moment onwards (until INO is disabled), the camera will always face that point, regardless of
    how/where the drone manoeuvres to. This is great for filming a Point of Interest (POI) from all
    angles, and to keep the camera locked onto one geographic point while manoeuvring. In this mode
    (INO On, IOC Off), the Left Stick controls only the throttle and has
    no YAW control, which is ignored.

    A much more usable aerial filming platform!

    I welcome your comment on this idea.
     
    TheWire likes this.
  2. xplorer

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    Bump. No comment yet?
     
  3. npalen

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    Location:
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    I'll jump in here and ask about POI as mentioned in your last full paragraph. I'm not understanding exactly how the control would establish the POI. I realize that the control would know the exact orientation and location (the fix) of the craft but how does it know the distance to the POI? Seems that it would have to know that distance in order to circumnavigate. Can you help me on this?
     
  4. FatKevinSmith

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    The only new flight mode that interests me is POI, and that would be most excellent. You should be able to set NAZA M to whatever distance, i.e. 3 meters, and when you flip the switch to IOC/POI mode, the orientation would be calculated based on the heading of the Phantom to 3 meters straight out. If you are a sucky judge of distance, you can use 1 meter, and just get closer to the object you want to track, flip the switch, then pull away to the desired distance you want to be from it.

    The trick will be calibrating your gimbal so that it tracks with the POI altitude position, if gimbal pitch is to be a consideration.

    I take that back, I would also like waypoint flying, and I don't want to have to buy a BT module to do it. I'd just like to plug the coordinates in via the USB port.
     
  5. davemcm

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    I couldn't even read it all due to the way it is written, however it looks like you want to go the audrocopter, or maybe one of the pixhawk controllers, which have a multitude of extra features, and is community based open source, so good suggestions etc. could be easily added.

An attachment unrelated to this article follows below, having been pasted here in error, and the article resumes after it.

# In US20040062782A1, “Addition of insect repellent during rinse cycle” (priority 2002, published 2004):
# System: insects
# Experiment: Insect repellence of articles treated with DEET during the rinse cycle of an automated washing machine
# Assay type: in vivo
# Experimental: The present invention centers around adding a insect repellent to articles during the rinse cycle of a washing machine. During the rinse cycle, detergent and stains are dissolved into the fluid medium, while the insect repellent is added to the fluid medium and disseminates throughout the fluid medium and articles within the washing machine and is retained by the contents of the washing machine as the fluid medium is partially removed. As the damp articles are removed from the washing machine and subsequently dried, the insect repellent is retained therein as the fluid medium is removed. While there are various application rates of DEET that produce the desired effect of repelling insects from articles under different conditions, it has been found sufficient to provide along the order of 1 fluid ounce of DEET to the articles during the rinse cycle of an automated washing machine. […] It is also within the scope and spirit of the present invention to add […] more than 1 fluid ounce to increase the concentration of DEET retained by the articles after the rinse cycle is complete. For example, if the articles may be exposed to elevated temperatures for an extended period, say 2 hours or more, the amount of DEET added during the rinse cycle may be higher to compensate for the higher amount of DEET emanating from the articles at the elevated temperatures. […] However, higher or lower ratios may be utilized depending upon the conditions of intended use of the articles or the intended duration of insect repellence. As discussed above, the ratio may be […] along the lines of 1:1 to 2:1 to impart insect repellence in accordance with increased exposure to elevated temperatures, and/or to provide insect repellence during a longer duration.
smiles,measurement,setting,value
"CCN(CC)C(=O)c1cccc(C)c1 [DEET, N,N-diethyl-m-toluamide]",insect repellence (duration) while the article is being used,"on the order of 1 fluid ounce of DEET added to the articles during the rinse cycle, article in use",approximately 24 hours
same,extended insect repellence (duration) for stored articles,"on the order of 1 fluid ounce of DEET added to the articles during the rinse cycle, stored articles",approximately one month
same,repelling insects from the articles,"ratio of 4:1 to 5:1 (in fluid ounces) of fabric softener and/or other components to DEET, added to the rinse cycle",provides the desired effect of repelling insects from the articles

6. OI Photography

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    Location:
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    +1

    Although features like that would be great, if you're really needing them I'd suggest getting an arducopter controller rather than holding your breath for DJI to implement them in the NAZA. Some of what it sounds like you're looking for is already available on those platforms, and from what I could discern from the OP you might be able to achieve the rest with careful programming of an aftermarket radio controller (e.g. Futaba or anything with OpenTx firmware).
     
  7. xplorer

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    To set the POI, all you need to do is hover directly over the point then flick the switch.
    The lower you are, the more accurate it will be.

    Auto gimbal pitch would be great (based on takeoff elevation) but it is not essential.

    As soon as you move away from hovering overhead, the Phantom should than auto-Yaw to face that POI.

    Its a simple concept and should be very easy to implement.
     
  8. xplorer

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    Wow! I really thought this idea would spark some serious interest and discussion.
    I guess no-one is interested?
    Though I already have FPV installed, I can see the desire for these features for those without.
    Even with FPV, it would be useful.